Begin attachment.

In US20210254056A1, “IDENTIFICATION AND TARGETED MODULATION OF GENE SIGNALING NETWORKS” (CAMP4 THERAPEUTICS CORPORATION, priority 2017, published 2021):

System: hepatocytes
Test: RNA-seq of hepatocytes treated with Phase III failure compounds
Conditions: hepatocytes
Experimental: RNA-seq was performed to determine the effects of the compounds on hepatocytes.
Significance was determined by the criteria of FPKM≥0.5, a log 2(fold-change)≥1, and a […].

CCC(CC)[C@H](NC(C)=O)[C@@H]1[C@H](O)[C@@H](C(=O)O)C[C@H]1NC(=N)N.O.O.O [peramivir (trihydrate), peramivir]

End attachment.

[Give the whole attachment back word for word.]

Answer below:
In US20210254056A1, “IDENTIFICATION AND TARGETED MODULATION OF GENE SIGNALING NETWORKS” (CAMP4 THERAPEUTICS CORPORATION, priority 2017, published 2021):

System: hepatocytes
Test: RNA-seq of hepatocytes treated with Phase III failure compounds
Conditions: hepatocytes
Experimental: RNA-seq was performed to determine the effects of the compounds on hepatocytes.
Significance was determined by the criteria of FPKM≥0.5, a log 2(fold-change)≥1, and a […].

CCC(CC)[C@H](NC(C)=O)[C@@H]1[C@H](O)[C@@H](C(=O)O)C[C@H]1NC(=N)N.O.O.O [peramivir (trihydrate), peramivir]